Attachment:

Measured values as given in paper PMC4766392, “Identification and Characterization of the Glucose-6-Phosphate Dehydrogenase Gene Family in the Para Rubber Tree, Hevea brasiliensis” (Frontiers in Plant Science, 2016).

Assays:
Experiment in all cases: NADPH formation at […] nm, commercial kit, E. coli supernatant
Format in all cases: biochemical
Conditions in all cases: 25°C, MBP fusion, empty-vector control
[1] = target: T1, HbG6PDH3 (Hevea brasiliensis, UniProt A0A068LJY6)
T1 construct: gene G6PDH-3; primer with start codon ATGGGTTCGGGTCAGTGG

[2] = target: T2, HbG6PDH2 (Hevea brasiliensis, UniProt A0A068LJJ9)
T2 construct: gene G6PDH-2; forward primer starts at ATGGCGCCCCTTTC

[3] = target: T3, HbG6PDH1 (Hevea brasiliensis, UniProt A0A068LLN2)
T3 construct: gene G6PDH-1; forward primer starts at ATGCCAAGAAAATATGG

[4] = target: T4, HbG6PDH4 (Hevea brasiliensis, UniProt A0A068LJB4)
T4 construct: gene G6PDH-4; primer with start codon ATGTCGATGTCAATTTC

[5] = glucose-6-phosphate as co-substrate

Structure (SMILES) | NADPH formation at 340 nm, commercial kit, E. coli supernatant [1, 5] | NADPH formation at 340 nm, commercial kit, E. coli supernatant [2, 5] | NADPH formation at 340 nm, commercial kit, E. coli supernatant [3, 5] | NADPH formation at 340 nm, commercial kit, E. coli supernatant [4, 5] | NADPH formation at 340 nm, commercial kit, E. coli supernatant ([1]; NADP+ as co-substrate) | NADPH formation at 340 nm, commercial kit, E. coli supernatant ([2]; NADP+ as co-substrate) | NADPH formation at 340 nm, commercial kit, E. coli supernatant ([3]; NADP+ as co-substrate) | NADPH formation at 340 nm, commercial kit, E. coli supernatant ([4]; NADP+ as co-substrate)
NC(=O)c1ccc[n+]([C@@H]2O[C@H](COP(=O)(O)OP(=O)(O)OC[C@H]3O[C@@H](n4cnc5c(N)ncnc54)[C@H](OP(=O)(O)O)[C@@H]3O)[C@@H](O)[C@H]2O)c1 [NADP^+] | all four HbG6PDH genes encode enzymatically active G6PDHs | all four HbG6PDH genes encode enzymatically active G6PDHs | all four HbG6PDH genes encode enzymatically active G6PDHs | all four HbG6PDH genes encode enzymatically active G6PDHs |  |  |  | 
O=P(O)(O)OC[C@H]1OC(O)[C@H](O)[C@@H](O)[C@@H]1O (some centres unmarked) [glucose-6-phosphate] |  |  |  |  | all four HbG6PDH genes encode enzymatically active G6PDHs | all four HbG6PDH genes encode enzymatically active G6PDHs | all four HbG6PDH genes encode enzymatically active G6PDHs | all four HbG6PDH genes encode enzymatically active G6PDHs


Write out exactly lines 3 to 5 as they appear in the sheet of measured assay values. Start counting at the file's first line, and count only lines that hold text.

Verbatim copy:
Experiment in all cases: NADPH formation at […] nm, commercial kit, E. coli supernatant
Format in all cases: biochemical
Conditions in all cases: 25°C, MBP fusion, empty-vector control